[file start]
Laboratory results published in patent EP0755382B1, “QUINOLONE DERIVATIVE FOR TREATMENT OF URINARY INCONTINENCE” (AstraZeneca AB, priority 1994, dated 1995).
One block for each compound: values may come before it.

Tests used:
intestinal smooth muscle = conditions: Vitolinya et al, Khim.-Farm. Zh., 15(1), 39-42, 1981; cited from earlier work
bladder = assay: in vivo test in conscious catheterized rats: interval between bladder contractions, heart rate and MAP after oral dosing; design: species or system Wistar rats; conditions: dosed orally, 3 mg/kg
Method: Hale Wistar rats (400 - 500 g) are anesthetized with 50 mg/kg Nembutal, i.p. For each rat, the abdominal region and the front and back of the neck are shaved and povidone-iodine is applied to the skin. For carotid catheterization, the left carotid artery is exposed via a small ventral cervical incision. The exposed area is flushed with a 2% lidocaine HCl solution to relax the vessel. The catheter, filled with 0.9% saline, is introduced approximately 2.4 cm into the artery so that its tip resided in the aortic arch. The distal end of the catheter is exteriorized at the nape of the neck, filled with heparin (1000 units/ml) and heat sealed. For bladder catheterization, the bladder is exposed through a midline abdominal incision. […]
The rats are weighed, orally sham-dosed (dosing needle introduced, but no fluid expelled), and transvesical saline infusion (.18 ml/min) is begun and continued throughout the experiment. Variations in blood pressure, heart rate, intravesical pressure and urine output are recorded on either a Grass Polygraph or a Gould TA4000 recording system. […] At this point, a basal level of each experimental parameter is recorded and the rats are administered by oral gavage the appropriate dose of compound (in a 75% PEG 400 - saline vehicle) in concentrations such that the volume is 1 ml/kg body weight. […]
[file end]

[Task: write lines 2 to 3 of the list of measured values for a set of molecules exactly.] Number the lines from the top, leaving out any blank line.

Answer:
One block for each compound: values may come before it.

Tests used: